NEW JERSEY LAWYER

DAILY BRIEFING      11/24/2005


News Briefs

PIT BULL WINS PROTECTION FROM OWNER
In an unusual “man bites dog” story, a Mercer County judge has issued a restraining order keeping a man away from his pit bull. Judge Maria Sypek’s order protects Tigger from Eric Ford of Washington Township, who was told to stay away from both his dog and his mother. Ford’s mother called police this month after he allegedly attacked the dog with a motorcycle helmet and threatened to kill it with a butcher knife. “It’s my dog. I can kill it if I want to,” Ford is said to have told his mother. She said he ripped the phone from the wall when she tried to call the police on her son. Casey DeBlasio, spokeswoman for the Mercer County Prosecutor’s Office, said this is the first time she’s heard of such an order. 11- 21-05

DUBIOUS DISTINCTION FOR CAMDEN
Although Camden County Prosecutor Vincent R. Sarubbi notes the crime rate in Camden has been dropping, the city for the second consecutive year has been dubbed the most dangerous place in the country. That’s according to Morgan Quitno, a company based in Lawrence, Kan., that has published city rankings the past eight years based on analyzing data on education, crime and health care. Camden led the list of the 10 most-dangerous cities with populations more than 75,000. The others, in order, are Detroit, St. Louis, Flint, Mich., Richmond, Va., Baltimore, Atlanta, New Orleans, Gary, Ind., and Birmingham, Ala. The annual survey ranked Newton, Mass., the nation’s safest city, with New Jersey’s Brick Township placing fifth-safest. 11-21-05

MEDIATION PILOT IN MUNICIPAL COURTS TO START IN JANUARY
An 18-month presumptive mediation pilot program will begin in January in seven municipal courts statewide. The New Jersey Supreme Court approved the pilot in Fair Lawn, Fort Lee, Galloway, Hoboken, Lawrence, North Wildwood and West Deptford. It’s designed to see if presumptive mediation is a more effective and efficient method to resolve citizen disputes than the current practice. Now, each municipal court determines which, if any, of its eligible cases should be diverted to mediation. Under the pilot, all minor disputes brought by private citizens will be presumed for mediation, except in certain cases. The exceptions are those involving serious injury, repeated acts of violence between the parties, ones that clearly demonstrate psychological or emotional disability of a party, domestic violence and ones involving motor-vehicle violations. 11-21-05

LAWYER BUMPED FROM FLIGHT WINS REFUND
A Manhattan judge has ordered Continental Airlines to pay $3,110 to a New York lawyer who sued after he and his 13-year-old daughter were bumped from a flight to Colorado for a ski trip last Christmas. Thatcher Stone sought compensation for his ruined trip. While Continental refunded him the price of the $2,000 tickets on the spot after being unable to get him on another flight, the carrier refused to compensate him for $1,360 he had prepaid for a ski lodge, lift tickets and his daughter’s rented ski equipment. Judge Diane Lededeff in Small Claims Court awarded Stone $1,000 for inconvenience, $750 for loss of use of the winter clothing and skis that Continental personnel refused to remove from the plane, and the $1,360 he sought for the prepaid items. The airline said its limit was $400. Continental spokesman Dave Messing complained the judge was trying to “rewrite” federal regulations on compensating bumped passengers. 11-21-05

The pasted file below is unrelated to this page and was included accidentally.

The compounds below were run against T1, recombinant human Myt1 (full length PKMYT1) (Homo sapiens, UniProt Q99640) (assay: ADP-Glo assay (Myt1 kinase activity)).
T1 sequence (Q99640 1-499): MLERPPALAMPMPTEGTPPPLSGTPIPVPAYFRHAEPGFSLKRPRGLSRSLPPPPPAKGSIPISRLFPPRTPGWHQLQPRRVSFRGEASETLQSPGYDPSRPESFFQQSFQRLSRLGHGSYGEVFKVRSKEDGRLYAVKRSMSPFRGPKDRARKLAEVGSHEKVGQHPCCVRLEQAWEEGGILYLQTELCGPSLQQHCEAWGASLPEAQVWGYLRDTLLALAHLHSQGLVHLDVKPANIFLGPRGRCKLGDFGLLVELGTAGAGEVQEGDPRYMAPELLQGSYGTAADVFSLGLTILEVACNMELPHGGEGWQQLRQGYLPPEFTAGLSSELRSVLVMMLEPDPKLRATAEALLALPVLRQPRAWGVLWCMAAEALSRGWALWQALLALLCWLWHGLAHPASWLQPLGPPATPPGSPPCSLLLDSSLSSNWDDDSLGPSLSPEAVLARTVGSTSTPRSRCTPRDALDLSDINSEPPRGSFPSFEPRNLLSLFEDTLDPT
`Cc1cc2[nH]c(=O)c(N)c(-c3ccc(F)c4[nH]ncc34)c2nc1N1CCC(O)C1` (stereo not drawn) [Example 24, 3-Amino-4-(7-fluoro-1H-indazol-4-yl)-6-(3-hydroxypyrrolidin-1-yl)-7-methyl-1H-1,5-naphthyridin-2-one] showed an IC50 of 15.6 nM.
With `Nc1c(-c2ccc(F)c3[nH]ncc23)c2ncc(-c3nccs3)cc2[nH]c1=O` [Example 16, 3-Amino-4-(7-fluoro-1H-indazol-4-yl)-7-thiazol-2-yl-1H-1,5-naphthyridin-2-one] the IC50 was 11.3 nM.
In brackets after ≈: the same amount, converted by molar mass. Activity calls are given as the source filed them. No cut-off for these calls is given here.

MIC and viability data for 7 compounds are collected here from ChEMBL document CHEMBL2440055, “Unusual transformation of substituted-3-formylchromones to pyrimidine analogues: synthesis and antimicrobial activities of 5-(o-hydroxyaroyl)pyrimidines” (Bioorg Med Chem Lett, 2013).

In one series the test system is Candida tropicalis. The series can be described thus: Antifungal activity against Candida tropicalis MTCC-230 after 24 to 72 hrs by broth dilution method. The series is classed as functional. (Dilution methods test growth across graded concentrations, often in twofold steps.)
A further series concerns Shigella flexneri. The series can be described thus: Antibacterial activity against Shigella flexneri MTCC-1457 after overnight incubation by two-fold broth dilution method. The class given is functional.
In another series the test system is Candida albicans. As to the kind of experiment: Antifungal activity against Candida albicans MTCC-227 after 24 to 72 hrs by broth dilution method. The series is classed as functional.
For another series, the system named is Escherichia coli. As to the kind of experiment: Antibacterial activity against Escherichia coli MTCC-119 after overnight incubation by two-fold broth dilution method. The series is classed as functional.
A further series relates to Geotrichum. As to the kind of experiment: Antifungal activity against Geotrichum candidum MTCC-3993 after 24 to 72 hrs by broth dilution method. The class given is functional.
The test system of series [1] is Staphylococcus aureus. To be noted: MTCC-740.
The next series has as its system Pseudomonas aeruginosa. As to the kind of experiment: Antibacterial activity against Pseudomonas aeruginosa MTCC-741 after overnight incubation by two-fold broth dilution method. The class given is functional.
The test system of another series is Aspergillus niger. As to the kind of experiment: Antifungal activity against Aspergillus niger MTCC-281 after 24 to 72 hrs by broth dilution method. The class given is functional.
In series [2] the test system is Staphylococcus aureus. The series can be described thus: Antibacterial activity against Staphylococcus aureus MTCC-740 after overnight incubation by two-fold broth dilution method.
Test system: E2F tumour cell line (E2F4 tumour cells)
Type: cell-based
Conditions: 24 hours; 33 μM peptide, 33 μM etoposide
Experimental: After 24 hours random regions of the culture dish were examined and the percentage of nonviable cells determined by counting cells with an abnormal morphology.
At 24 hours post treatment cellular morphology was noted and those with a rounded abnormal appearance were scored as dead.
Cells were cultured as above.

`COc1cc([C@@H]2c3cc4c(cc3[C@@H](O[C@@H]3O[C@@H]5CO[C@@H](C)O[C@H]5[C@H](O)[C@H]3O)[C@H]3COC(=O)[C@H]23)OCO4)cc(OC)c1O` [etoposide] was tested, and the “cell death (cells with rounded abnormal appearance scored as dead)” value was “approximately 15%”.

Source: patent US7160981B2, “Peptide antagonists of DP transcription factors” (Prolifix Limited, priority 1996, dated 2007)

DNA EVIDENCE HELPS POLICE CRACK 1983 MURDER CASE
Prosecutors in Texas aided by DNA evidence have won capital murder indictments against suspects in the killing of five people kidnapped from a fast-food restaurant more than 20 years ago. Darnell Hartsfield and Romeo Pinkerton have been charged on five counts each in the September 1983 slayings of five people taken at gunpoint from a Kentucky Fried Chicken store and found in an oil field the next day with gunshot wounds to the head. State Attorney General Greg Abbott said authorities uncovered new evidence by using DNA and other technology unavailable decades ago. 11-21-05



Today's Decision Summaries

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FROM THE NEW JERSEY SUPREME COURT, MONDAY, NOVEMBER 21, 2005
THE FOLLOWING OPINION WAS RELEASED BY THE NEW JERSEY SUPREME COURT ON MONDAY, NOVEMBER 21, 2005:

EMINENT DOMAIN
MOUNT LAUREL TOWNSHIP v. STANLEY
New Jersey Supreme Court, A-103/104, November 21, 2005. (13 pages). Facts-on-Call Order No. 92738

In the context of determining the date of just compensation for condemnation pursuant to N.J.S.A. 20:3-30, a condemnor “substantially affects the use and enjoyment of the property by the condemnee” within the meaning of §20:3-30(c) when its action directly, unequivocally, and immediately stimulates an upward or downward fluctuation in value that is directly attributable to future condemnation.

NO OPINIONS ARE SCHEDULED TO BE RELEASED BY THE NEW JERSEY SUPREME COURT ON TUESDAY, NOVEMBER 22, 2005.



APPROVED FOR PUBLICATION
 
NO OPINIONS APPROVED FOR PUBLICATION WERE RELEASED BY THE APPELLATE DIVISION ON MONDAY, NOVEMBER 21, 2005.

NOT APPROVED FOR PUBLICATION
VERBAL THRESHOLD
WALKER v. MITCHELL-DAVIS
Appellate Division, A-6005-03T5, November 21, 2005, not approved for publication. (7 pages). Facts-on-Call Order No. 18852

Summary judgment for the defendants based on the N.J.S.A. 39:6A-8a verbal threshold under AICRA reversed and remanded; the trial court determined that the plaintiff, who also had been injured in an accident “ten or twenty years ago,” failed to produce objective evidence of a qualifying injury and failed to establish a causal connection due to the lack of the comparative analysis required by Polk v. Daconceicao; however, the findings of two doctors and the objective tests on which they relied were sufficient evidence from which a jury could find that the plaintiff had suffered permanent injuries, and the record supported her contention that, although both of her accidents injured the same body parts, the “minor injuries” that she had sustained “many years ago” had completely resolved and were asymptomatic when the accident resulting in this action occurred.

WITNESSES
WILSON v. BILINKAS
Appellate Division, A-891-04T5, November 21, 2005, not approved for publication. (9 pages). Facts-on-Call Order No. 18854

Order that declared that the opinion of the plaintiff playground equipment company’s insurance expert was a net opinion and that dismissed the professional negligence complaint against the defendant insurance brokers reversed and remanded; following the cancellation of its policy for “completed operations” coverage, the company became responsible for $2 million of a settlement with a third party who was injured by the company’s equipment; the expert’s report stated that, based on “the standards expected in the insurance industry,” the brokers breached their duty to the company by not informing it of its continuing exposure to claims arising from prior installations of its equipment; the report’s failure to identify the “standards” or to mention a custom or recognized practice in the insurance industry did not render the expert’s opinion a net opinion because the expert could have provided the missing information at trial.